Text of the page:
Thursday , March 06, 2014 - 2:23 PM
SALT LAKE CITY — Two high-profile murder cases have pushed Sen. Todd Weiler, R-Woods Cross, to initiate legislation to potentially change some parental rights provisions, when one parent is accused of murdering another.
Weiler told a child welfare panel on Tuesday he has opened a bill file to take a new look at parental rights in special cases, based on the disappearance of Susan Powell and the subsequent murder/suicide by her spouse Josh Powell of their two children in Washington state.
He also cited a case in Salt Lake City, where Dr. John Brickman Wall is currently being held for the 2011 murder of his ex-wife, Uta Von Schwedler. Pelle Wall, the couple’s oldest son, tried unsuccessfully to gain custody of the couple’s two minor children.
Pelle Wall contacted Weiler about looking at some changes in the law, panel members were told.
Weiler said he consulted with Davis County District Attorney Troy Rawlings about how such high-profile cases might be addressed in juvenile court, without jeopardizing the investigation itself. He wants to give juvenile court judges some options in considering the custody of children in such unique circumstances. One option would include potentially giving custody to older siblings.
“I would rather have the judge have discretion to apply,” Weiler said of such cases. “As a legislator and a parent I value parental rights, but these are unique cases.”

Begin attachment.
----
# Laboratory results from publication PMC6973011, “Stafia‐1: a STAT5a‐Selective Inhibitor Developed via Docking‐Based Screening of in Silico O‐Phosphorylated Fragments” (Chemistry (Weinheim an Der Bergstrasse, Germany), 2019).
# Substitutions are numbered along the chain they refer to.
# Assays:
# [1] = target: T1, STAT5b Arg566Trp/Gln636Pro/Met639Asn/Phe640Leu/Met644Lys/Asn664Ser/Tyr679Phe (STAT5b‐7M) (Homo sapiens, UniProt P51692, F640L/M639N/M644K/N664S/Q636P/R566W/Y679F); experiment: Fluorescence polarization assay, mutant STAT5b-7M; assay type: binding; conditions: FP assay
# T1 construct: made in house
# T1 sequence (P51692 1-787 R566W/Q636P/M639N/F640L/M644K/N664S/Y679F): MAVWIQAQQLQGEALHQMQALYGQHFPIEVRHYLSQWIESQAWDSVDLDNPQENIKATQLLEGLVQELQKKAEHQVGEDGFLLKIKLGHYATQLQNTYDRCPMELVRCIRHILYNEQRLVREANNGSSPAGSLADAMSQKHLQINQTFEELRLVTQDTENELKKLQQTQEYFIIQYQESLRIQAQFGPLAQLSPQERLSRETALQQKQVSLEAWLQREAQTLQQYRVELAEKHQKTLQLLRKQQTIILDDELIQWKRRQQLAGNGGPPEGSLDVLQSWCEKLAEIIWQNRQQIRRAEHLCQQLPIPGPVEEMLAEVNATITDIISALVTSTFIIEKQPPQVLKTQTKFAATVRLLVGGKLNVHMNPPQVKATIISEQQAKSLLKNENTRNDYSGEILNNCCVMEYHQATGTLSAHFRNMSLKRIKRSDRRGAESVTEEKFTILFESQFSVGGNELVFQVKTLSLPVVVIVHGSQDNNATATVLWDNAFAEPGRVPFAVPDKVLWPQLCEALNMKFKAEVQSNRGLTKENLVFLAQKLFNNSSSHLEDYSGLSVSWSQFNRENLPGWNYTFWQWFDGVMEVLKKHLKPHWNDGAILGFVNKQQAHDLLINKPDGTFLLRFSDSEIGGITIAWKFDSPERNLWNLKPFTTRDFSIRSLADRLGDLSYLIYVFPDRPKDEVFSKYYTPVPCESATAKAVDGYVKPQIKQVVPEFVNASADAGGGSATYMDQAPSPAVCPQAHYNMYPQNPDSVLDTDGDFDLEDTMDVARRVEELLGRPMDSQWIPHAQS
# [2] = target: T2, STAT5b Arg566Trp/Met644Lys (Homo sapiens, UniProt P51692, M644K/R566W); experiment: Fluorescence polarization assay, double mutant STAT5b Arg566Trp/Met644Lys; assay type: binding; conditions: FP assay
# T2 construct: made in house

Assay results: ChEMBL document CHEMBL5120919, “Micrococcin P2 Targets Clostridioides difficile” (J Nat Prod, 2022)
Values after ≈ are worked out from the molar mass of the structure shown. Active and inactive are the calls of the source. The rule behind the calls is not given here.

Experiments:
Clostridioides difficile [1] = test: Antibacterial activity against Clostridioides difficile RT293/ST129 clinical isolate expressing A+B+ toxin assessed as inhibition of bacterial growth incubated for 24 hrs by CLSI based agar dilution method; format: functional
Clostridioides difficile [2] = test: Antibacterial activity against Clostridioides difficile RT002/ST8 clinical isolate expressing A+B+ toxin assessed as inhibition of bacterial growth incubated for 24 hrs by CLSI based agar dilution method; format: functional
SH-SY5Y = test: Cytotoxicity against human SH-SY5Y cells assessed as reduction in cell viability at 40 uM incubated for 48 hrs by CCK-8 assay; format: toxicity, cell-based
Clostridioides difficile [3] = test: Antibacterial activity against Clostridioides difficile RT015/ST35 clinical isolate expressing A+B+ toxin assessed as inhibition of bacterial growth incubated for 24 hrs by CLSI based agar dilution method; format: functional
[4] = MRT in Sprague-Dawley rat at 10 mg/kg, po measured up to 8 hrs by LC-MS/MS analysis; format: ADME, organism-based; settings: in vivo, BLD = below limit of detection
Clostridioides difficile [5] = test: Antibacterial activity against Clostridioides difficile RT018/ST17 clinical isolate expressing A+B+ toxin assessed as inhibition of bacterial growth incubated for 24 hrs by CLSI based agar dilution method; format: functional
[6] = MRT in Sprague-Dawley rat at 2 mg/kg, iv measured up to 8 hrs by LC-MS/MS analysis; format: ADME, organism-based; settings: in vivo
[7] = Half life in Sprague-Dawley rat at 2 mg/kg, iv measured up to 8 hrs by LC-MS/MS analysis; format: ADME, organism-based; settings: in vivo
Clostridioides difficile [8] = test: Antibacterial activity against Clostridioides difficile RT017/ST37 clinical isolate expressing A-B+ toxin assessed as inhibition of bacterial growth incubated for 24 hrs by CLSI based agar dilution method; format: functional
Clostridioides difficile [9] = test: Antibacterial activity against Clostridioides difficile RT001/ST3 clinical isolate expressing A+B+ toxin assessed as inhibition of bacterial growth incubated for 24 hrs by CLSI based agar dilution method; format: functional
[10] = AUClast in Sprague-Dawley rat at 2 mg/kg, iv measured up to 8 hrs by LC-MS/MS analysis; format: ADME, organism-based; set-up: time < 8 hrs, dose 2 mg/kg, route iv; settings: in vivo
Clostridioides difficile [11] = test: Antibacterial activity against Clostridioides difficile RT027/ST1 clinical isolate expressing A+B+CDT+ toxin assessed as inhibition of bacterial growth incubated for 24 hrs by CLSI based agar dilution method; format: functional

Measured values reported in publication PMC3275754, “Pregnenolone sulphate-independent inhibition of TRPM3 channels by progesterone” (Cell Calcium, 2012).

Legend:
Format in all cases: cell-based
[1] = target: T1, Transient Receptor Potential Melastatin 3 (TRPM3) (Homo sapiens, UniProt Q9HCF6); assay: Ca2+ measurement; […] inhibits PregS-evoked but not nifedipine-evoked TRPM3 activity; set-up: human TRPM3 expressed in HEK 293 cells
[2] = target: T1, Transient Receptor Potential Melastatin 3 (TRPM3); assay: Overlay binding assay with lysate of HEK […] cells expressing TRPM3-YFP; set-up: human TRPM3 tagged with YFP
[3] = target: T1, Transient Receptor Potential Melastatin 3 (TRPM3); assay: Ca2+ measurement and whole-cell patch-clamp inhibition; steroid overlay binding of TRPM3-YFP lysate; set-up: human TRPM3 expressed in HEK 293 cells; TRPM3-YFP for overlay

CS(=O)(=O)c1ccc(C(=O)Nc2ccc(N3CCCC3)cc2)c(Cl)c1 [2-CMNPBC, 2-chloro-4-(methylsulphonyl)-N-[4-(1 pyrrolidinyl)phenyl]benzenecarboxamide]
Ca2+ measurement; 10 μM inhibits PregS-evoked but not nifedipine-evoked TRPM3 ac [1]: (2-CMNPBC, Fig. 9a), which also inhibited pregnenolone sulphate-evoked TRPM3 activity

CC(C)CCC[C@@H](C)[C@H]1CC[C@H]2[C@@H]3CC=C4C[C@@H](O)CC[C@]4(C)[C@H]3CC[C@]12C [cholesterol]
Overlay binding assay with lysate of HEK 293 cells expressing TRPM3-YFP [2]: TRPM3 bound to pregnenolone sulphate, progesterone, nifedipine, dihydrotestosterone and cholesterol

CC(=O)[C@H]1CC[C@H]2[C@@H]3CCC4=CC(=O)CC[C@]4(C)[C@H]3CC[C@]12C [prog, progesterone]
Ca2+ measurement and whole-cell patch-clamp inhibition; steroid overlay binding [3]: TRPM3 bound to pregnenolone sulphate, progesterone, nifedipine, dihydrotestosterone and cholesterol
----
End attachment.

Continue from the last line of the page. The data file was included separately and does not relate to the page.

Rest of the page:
Weiler said Pelle Wall told him that one of his siblings was sleeping with a weapon under his pillow, because he was afraid his father might try to kill him during the night.
Rep. Johnny Anderson, R-Taylorsville, wondered what kind of trigger the Weiler bill might include.
Weiler said a murder investigation would be the trigger a judge could use to consider the potential parental rights provisions. He said the juvenile could potentially review evidence of the investigating agency to make the custody determination, without harming the investigation.
Sen. Allen Christensen, R-North Ogden, who chairs the child welfare panel, said he’s glad to see Weiler tackling the sensitive issue.
“I applaud you for trying to walk this fine line, where we can take some of those rights away,” Christensen said.
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